Less is More…
by Cynthia Caron,
Founder of LostNMissing Inc.
The media is always the first point needed in order to help bring awareness of missing to the public. However, I also believe the media needs to utilize the “less is more” concept. While we all have a deep interest in wanting to know specifics of missing person cases, especially the background and details, it really does not help the family of missing, nor the actual missing person, if “too much” is divulged publicly. This “rule” should always be followed in the first week of reporting of a missing person’s case. Let me explain:
People will make assumptions on what they are reading. The more detailed case information divulged, the more apt that less leads will come to law enforcement. (*With the exception of missing persons who are deemed “potential homicide” cases. See below.) If there is any doubt between certain foul play, and a “missing person” … it is best to not divulge too many details to the public.
Example: Blood found in the home of a missing person. Law enforcement rarely will say that “a pool of blood was found” or, “drops of blood found”, merely “blood found in the home” and media reports as such.
This will give the reader an automatic “assumption” that perhaps a crime scene was found and the missing person is no longer alive. Hence, the need to find the person is not going to “absorb” into their minds as a need, or priority. In the same scenario, what if the person missing had some kind of manic episode or problem and cut themselves while putting away silverware…freaked out …and fled the home only to become “missing and wandering streets?” If no report of “blood in the home” was made it’s more than likely that someone may recall seeing a “similar person” acting oddly a few days prior, would trigger that memory and a potential lead could be brought to authorities.
To reiterate this thought, we had a case in which a young man missing (John) who was part of a hiking group of a dozen or so folks who routinely met and hiked trails. This same young man went missing and by all accounts and purposes the media reported that he was suicidal, including divulging his last cell phone ping as being near a large bridge over a bay of water. He was missing for 3 months and was invariably located safe and was taken to the hospital for psychiatric evaluations and placed back on his medications. (he is doing wonderful today.) I will never forget one of his hiking pals, a female, emailed me (after he was found) and said she was “So sorry that she actually saw him about 4 weeks after he went missing while sitting at a red light, and never reported it.” She said she glanced over and her thoughts were “Wow, that looks like John, but cannot be him…as he is missing.” I will never forget how floored I was that in my further talks with her she said that had she not known his “cell phone was “pinged” by the bridge” she never would have assumed he jumped into the water and would have taken the “sighting” much more serious…and we possibly could have located him two months sooner. Ironically, when she did sight him…he was wearing the same exact clothing that was on all of our missing posters including the same backpack on his back.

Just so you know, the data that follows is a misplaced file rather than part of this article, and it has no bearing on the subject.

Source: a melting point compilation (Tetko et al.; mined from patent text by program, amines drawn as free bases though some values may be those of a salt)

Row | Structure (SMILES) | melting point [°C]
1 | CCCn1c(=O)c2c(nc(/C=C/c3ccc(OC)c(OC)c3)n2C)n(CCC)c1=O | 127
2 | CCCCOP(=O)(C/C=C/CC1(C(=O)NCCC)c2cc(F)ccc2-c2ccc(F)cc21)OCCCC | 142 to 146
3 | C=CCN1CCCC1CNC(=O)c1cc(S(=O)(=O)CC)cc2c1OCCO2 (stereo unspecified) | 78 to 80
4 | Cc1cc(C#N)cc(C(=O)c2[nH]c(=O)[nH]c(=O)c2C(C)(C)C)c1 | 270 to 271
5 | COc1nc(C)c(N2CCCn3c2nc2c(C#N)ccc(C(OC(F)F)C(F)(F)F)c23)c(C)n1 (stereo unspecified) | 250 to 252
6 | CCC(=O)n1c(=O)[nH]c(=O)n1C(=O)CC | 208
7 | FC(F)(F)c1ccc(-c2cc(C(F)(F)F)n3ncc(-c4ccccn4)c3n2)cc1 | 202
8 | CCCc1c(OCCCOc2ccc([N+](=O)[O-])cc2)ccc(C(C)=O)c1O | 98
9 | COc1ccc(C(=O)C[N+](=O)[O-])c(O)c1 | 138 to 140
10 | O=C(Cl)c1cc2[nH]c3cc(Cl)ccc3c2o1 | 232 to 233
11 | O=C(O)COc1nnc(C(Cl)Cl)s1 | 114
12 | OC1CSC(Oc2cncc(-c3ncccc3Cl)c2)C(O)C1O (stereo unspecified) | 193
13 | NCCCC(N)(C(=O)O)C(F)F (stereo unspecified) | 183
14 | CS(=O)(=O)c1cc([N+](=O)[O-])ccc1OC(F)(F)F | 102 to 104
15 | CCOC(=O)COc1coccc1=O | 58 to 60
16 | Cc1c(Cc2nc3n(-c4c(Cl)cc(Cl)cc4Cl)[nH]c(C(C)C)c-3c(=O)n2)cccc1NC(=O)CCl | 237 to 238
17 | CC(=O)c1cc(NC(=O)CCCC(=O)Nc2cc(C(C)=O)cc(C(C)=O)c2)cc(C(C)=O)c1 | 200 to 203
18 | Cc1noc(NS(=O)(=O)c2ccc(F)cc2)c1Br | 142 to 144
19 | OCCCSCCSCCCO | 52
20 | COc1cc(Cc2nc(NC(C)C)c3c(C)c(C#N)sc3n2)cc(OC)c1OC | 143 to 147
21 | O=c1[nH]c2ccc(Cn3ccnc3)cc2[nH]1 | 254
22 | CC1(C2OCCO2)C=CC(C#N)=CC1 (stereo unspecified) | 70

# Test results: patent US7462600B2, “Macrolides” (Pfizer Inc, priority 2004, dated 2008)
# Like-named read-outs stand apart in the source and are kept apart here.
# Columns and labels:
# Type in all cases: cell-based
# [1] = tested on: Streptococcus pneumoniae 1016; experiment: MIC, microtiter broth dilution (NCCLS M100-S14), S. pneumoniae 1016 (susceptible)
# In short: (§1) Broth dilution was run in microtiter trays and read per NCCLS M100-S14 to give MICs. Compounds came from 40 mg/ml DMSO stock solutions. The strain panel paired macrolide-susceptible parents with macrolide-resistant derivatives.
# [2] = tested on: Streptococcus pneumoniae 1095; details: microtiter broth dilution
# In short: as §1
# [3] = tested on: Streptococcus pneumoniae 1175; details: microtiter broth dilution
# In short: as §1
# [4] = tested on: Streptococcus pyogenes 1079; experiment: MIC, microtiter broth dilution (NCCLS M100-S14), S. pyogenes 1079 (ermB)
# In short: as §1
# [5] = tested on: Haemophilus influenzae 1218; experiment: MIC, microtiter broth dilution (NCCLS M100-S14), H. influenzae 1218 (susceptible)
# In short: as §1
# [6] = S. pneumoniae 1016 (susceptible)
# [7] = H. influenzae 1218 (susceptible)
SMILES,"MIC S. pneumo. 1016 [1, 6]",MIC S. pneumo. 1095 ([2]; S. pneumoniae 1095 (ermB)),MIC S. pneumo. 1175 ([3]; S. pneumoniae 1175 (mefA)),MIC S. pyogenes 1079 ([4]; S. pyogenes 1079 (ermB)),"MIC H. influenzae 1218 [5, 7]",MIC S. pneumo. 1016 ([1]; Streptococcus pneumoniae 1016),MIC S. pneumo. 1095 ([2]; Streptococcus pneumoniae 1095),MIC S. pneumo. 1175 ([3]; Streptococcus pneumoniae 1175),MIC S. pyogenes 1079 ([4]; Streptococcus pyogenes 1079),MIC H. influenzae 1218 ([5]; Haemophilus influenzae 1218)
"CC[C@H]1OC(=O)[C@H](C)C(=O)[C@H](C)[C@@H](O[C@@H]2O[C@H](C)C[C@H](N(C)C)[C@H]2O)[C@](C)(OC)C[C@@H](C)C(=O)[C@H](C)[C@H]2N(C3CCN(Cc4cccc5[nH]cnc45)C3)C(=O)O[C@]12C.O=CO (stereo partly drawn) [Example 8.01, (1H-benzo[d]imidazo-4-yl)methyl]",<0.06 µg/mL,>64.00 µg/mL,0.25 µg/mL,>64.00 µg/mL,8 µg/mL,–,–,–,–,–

*In the case which law enforcement is confident that a homicide occurred, it is then understandable that “a pool of blood” or “blood found throughout the home” be brought forth to the media as leads will be needed regarding any suspicious persons, cars or activities in the area that may have occurred on the date of the missing person to aid in the investigation.
What if “no blood” is at the scene to determine “foul play/abduction” or a “routine missing person” case? It is my belief this fits the
** “less is more” concept. It should be reported immediately that a person is missing and details provided as to the photograph, age, height, weight and if known…clothing of the missing person. Let the public look for the missing person… and the police and investigators can pursue the “behind the scenes” evidence to the case…which all details do not always need to be divulged to the media, nor should the media divulge to the public.
**Naturally, there are always exceptions to all “rules” and if it is determined that a real abduction occurred…it would be imperative that “the more details, the better” be released with the hopes the kidnapper will be swiftly found and hopefully a missing will be located safe.
All of the above should be determined by law enforcement investigating the case, and not the media to make the determination. The media should always follow the guidelines set forth by law enforcement. Again, this “rule” should be followed the first week of a missing person’s case. Normally by the second week the investigators have a better idea if the missing is due to foul play and more information can be presented as to what the public needs to know in order to aid the case investigation.